By Connor Lynch
CHATHAM — Western Ontario is well on its way to having one of its best harvests ever, if not its best.
Most growers west of Toronto are getting at least 200 bushels per acre, said Don Kabbes, general manager of Chatham-based grain marketer Great Lakes Grain. “Yields have been very, very good,” he told Farmers Forum. The trend is stronger the further south you go, with yields starting at well above 200 bu/ac in the Essex and Kent area, and getting gradually weaker but staying above that 200 bu/ac threshold as you go further east and north, he said.
Yields are not likely to change, with corn harvest mostly wrapped up in Western Ontario. Kent County was about 95 per cent done as of Nov. 29, and the rest of Western Ontario was 80 per cent done or more, Kabbes said.
Kabbes said he did a crop tour back in early September, talking about how the corn was going to turn out. “If the crop can finish, it’ll be a very good crop,” he recalled saying. At the time that was a big if; planting had been slow, the crop was behind, and it would take an out-of-the-blue heat wave to salvage the crop. Fortunately, a heat wave hit at the end of September.
Test weights are a bit on the low side, and moisture content is generally high, but neither is a significant issue, he said.
Kent County cash crop farmer Laurent Van Arkel said that by the last week of November, he had only about 20 per cent of his corn harvest left. At that point, the farm was averaging around 200 bu/ac. Normally he’d be finished by this time of year, but a couple of rains have kept him out of the field, he said.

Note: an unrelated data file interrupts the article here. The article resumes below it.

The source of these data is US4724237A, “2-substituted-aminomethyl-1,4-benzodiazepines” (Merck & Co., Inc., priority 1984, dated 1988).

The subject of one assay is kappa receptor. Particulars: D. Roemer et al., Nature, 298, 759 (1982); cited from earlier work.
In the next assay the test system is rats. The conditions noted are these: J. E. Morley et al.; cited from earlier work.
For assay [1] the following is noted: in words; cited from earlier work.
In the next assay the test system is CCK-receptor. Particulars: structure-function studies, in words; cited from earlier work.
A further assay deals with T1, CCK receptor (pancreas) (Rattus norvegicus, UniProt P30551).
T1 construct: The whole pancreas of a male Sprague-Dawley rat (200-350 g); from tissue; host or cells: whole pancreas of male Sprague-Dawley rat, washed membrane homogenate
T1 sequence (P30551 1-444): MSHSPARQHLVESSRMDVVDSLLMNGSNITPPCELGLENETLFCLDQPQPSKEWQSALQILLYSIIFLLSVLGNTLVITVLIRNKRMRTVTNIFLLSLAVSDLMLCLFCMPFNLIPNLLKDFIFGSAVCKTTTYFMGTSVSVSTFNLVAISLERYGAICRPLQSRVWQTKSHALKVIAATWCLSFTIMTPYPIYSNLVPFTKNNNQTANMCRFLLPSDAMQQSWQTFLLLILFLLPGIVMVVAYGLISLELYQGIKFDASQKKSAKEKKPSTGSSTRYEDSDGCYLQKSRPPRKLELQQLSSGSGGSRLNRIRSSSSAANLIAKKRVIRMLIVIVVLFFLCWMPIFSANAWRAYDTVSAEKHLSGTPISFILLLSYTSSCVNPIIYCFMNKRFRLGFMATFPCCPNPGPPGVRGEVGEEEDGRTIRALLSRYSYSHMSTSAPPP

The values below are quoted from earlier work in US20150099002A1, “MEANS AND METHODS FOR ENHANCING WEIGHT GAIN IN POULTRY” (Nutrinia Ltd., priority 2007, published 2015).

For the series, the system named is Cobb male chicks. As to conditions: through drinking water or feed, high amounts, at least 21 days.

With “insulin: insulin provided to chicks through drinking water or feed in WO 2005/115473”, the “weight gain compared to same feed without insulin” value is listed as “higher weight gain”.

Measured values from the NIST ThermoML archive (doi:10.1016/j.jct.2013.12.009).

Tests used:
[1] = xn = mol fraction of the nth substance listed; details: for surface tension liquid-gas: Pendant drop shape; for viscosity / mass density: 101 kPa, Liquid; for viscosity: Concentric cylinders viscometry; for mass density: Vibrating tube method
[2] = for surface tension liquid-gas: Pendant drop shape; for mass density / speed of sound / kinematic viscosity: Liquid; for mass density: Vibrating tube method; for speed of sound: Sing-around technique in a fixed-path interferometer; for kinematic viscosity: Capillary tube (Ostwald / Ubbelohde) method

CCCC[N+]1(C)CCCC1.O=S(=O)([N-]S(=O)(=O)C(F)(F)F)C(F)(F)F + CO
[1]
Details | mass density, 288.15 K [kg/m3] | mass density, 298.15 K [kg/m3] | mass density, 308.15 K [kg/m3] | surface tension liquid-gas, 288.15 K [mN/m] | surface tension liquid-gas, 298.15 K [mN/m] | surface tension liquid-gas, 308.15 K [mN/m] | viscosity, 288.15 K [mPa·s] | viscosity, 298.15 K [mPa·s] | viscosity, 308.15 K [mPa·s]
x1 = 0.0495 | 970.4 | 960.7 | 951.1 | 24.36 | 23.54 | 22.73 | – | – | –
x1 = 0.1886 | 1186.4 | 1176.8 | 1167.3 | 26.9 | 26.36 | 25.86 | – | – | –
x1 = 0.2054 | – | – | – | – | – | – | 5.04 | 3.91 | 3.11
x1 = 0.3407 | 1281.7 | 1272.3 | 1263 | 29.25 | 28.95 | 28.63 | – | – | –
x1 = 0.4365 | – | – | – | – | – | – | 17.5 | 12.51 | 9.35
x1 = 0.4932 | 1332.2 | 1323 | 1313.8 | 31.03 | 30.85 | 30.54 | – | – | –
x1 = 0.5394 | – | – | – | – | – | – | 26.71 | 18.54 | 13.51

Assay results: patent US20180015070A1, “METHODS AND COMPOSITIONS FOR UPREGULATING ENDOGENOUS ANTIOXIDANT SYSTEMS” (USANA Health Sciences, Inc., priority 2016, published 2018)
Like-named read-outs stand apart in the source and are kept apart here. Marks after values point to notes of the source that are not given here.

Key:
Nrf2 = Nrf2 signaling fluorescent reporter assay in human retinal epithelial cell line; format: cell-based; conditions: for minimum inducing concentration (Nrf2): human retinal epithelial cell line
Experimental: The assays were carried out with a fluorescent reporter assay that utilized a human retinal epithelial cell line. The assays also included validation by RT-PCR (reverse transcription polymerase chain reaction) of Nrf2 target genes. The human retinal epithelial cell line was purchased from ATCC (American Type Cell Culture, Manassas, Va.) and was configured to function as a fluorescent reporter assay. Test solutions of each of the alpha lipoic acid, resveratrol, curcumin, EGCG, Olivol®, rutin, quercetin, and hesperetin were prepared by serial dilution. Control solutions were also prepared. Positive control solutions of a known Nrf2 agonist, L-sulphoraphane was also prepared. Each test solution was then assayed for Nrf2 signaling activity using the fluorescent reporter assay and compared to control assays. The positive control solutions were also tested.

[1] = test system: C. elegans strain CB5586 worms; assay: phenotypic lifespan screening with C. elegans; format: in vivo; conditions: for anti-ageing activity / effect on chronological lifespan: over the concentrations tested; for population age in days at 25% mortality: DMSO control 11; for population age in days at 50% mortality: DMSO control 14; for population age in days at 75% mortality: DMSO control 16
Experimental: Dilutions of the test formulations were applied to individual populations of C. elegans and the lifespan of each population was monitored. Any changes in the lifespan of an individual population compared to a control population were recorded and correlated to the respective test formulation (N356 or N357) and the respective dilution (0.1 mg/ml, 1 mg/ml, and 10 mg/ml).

Middlesex County farmer Frank Dietrich finished his corn harvest on Nov. 23, and his farm averaged 230 bu/ac. It’s a bit light on test weight, he said, “but other than that, the yields, I can’t believe it.”
John Geudens, branch manager of Ondrejicka Elevators at Lucan, in Middlesex County, was filling to capacity his 1.8-million bushel operation on Nov. 29 when he said, “Most of the farmers are having their best yields ever,” with typical yields of 225 bu/ac.
Crop farmer and CCA Sharon Vogels at Perth County said that in her area, near Dublin, most farmers are getting at least 200 bu/ac. A lot of it, however, is grade 3 corn. “Everyone’s yields are 10 to 15 per cent higher than last year’s,” she said.
Western Ontario’s five-year average for corn yields is 157.1 bu/ac, and Southern Ontario’s five-year average is 170.1 bu/ac, according to OMAFRA statistics.
Statistics Canada predicted near-record corn yields this year for Ontario, calling for 169.5 bu/ac. Many farmers were skeptical of that prediction.